CHICAGO (CN) – A woman says she got HIV and hepatitis C from a kidney transplant and that the University of Chicago Medical Center failed to inform her of the donor’s high-risk status before the operation, in violation of federal guidelines. Jane Doe claims four people got HIV through organs transplanted from the donor, a homosexual man.
“The thrust of this litigation is going to center around the importance of hospital transplant teams following Center of Disease Control guidelines, stating that whenever a high-risk donor is used that the patient be informed of the fact so they can make a decision about whether or not they want to undergo the risk of acquiring HIV and hepatitis,” said attorney Thomas Demetrio.
Doe, 33, says she received a kidney at the University of Chicago Medical Center in January 2007. On Nov. 1, 2007, she was called in for a blood test after another organ recipient from the high risk donor tested positive for HIV.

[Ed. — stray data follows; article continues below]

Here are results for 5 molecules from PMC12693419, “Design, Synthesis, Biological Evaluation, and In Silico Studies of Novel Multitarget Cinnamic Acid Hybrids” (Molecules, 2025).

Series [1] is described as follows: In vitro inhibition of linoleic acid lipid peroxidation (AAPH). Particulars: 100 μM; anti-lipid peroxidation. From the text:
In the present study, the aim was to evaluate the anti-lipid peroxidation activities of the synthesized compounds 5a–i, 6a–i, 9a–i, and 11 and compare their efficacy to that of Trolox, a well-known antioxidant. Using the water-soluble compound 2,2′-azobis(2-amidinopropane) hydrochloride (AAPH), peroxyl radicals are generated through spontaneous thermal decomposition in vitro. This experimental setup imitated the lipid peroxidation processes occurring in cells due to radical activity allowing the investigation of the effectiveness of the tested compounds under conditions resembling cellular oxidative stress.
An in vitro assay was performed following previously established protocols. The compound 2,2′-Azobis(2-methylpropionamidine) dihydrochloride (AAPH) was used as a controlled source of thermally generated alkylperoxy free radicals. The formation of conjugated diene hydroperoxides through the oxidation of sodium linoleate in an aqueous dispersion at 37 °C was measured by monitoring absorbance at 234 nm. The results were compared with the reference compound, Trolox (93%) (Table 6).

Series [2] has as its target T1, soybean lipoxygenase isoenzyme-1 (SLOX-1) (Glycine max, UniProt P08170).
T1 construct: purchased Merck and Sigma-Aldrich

The Centers for Disease Control defines male-to-male sexual contact, along with the exchange of sex for money or drugs and injected-drug use, as high risk behavior. CDC guidelines recommend that transplant teams inform patients of the risks associated with transplants from high-risk donors
According to the complaint, the University of Chicago Medical Center was aware of the status of the donor through Gift of Hope Organ and Tissue Donor Network, which procured the organs.
The woman, whose medical condition before the transplant was not life threatening, says she would not have consented to the transplant had she been aware of the risks of receiving the kidney.
The University of Chicago Medical Center has not commented on the case.
The woman seeks unspecified damages.